Government to subsidize biotech funds

Local biotechnology industry is advanced but stymied by too few investors.

By SHARON WROBEL
March 25, 2010 22:29
2 minute read.
Finance Minister Yuval Steinitz.

steinitz 311. (photo credit: Ariel Jerozolimski)

The government will support the establishment and operation of four biotechnology funds in an effort to build a thriving local biotechnology industry and attract investments in Israel, the Finance Ministry announced Thursday.

The pre-qualification process for participation in the government-backed biotechnology fund tender has been completed, it said in a statement.

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The public-private program is a joint initiative by the Finance Ministry, the Industry, Trade and Labor Ministry and the Chief Scientist’s Office.

The tender committee has allowed four funds that have met the threshold conditions to take part, instead of the three originally planned, the statement said.

Some of the funds have international experience and are familiar with the local market, the Finance Ministry said. The funds taking part in the government-supported initiative are expected to create new partnerships between local industry and US industry, it said.

According to reports in the Hebrew press, US health-care investment firm Orbimed Advisors LLC and Medica Venture Partners, a globally operating health-care and life-sciences venture-capital fund that invests in Israel, Europe and the US, are two of the funds.

Israeli expertise in biotechnology is among the highest in the world. However, in industrial terms, local biotech companies have not matured to the point of becoming an industry.

Due to the relatively long life cycle of biotechnology investments and the “high-risk/high-reward” nature of these investments, local venture-capital funds, institutional investors and other local investors have largely refrained from making investments in this area.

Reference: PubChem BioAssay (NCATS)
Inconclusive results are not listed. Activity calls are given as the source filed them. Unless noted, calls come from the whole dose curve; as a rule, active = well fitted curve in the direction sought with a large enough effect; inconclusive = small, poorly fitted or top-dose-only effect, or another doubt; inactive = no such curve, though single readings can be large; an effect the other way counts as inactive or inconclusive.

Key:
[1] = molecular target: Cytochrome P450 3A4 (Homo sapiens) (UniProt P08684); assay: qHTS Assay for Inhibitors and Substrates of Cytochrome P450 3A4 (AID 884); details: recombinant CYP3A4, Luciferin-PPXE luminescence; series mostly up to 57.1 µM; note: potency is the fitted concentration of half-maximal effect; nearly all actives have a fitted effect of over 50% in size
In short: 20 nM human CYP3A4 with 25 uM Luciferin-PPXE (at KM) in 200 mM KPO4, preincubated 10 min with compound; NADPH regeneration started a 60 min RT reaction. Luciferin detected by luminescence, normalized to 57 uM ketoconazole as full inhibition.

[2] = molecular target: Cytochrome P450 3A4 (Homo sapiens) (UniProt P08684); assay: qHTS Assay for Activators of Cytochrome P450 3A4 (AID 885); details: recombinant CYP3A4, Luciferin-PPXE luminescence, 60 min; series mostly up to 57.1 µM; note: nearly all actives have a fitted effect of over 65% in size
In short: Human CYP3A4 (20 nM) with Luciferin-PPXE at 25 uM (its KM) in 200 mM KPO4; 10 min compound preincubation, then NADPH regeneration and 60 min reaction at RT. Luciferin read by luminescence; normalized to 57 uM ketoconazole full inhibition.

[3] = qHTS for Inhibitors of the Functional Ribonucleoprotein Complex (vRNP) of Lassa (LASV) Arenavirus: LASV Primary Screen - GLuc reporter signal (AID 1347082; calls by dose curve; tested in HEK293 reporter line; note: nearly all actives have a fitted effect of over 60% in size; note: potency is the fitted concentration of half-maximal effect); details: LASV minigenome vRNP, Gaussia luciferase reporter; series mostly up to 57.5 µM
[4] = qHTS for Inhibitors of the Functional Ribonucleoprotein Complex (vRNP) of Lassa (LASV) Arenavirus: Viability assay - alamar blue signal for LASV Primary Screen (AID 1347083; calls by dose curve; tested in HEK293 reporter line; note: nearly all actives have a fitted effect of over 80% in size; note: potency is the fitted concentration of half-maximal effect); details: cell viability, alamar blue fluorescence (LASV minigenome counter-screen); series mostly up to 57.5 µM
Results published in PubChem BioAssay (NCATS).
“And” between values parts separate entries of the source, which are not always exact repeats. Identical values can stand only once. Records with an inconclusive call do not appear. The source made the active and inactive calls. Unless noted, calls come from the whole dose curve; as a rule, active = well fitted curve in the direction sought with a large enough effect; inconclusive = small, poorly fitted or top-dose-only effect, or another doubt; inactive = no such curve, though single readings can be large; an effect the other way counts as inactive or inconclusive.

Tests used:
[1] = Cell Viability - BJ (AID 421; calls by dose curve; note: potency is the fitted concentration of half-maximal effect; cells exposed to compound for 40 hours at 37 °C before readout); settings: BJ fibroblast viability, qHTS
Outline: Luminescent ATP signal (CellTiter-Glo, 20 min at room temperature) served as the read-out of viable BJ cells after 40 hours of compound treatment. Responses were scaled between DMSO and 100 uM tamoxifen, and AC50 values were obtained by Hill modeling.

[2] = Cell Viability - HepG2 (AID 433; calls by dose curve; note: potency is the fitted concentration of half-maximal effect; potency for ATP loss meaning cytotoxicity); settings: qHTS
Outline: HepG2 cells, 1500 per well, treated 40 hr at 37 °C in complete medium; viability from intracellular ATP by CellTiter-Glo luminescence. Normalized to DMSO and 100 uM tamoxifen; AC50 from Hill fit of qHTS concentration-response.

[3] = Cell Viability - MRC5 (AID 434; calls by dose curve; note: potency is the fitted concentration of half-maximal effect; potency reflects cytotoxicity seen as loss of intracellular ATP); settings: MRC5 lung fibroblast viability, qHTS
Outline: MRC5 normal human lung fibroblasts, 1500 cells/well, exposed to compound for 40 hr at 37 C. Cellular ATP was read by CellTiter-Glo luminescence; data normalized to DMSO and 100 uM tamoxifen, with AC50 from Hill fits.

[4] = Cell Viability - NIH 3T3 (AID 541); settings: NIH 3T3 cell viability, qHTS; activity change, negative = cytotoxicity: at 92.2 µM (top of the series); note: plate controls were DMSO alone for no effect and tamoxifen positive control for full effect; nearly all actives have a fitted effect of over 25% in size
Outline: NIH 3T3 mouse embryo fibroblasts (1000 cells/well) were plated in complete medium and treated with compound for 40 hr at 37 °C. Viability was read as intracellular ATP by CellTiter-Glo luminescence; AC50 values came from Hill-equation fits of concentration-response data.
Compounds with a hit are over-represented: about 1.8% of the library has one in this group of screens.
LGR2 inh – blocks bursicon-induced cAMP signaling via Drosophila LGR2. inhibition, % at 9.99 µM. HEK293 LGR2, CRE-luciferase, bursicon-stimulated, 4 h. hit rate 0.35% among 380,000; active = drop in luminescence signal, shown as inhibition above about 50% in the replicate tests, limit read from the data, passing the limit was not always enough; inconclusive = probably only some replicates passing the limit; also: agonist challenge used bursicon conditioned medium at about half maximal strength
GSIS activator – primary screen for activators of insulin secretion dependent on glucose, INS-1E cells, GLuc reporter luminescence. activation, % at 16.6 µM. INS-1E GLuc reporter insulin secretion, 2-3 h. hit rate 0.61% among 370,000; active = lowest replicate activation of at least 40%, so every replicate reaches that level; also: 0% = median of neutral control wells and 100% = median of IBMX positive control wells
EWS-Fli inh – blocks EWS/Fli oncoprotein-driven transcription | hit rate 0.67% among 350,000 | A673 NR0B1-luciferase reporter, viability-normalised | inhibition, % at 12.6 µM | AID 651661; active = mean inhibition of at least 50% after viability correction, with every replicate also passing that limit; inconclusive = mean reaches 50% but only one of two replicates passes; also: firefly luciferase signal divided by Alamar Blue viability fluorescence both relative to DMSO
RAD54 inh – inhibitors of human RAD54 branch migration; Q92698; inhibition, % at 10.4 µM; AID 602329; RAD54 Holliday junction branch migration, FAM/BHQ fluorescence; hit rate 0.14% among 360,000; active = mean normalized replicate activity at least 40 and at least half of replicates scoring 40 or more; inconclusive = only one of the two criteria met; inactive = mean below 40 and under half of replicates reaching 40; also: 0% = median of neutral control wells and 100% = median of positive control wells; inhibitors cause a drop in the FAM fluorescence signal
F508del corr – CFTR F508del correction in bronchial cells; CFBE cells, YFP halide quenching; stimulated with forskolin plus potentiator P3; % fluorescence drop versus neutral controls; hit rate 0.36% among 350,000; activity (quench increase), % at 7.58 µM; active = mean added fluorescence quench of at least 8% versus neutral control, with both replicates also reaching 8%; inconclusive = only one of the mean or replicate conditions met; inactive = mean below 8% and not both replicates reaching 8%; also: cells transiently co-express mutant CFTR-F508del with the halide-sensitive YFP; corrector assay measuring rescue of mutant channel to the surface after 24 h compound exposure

This problem has grown more severe because of the global financial crisis, as investment funds invest in more-mature companies for shorter periods, so that biotech companies – which tend to require long-term investments – have a hard time finding sources of financing from these funds.


In order to close this funding gap, which has stymied the growth of the local biotechnology industry, the government has decided to subsidize funding efforts and thereby encourage Israeli biomedical companies to stay in the country, rather than being sold at an early stage to foreign companies.

Under the terms of the tender, the government will provide the four funds in the pre-qualification process with $24 million each, on the condition that they each raise $76m. in financing.

The decision to extend the tender to four funds increases the government’s commitment to nearly $100m., from the originally planned $80m., and will leverage the program’s total funding to $400m. In addition, the government will award the fund that raises the most financing with an additional bonus of $8m.


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